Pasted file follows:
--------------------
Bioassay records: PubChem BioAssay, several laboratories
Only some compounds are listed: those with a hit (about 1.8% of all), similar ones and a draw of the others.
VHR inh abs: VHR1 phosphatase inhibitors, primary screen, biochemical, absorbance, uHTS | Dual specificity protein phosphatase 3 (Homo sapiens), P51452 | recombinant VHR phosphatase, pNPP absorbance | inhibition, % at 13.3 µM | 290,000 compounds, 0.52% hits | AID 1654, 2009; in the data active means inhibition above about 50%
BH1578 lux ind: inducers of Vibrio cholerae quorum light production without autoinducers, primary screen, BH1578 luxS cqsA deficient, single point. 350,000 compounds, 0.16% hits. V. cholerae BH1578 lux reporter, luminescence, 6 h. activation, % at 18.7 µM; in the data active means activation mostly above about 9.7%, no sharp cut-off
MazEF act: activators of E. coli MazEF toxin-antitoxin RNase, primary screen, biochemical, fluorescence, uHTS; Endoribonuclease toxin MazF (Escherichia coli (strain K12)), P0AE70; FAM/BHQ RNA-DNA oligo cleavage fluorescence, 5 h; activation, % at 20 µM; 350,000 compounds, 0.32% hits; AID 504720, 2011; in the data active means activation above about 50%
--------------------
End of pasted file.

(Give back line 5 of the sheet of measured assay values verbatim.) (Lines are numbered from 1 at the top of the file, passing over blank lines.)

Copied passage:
MazEF act: activators of E. coli MazEF toxin-antitoxin RNase, primary screen, biochemical, fluorescence, uHTS; Endoribonuclease toxin MazF (Escherichia coli (strain K12)), P0AE70; FAM/BHQ RNA-DNA oligo cleavage fluorescence, 5 h; activation, % at 20 µM; 350,000 compounds, 0.32% hits; AID 504720, 2011; in the data active means activation above about 50%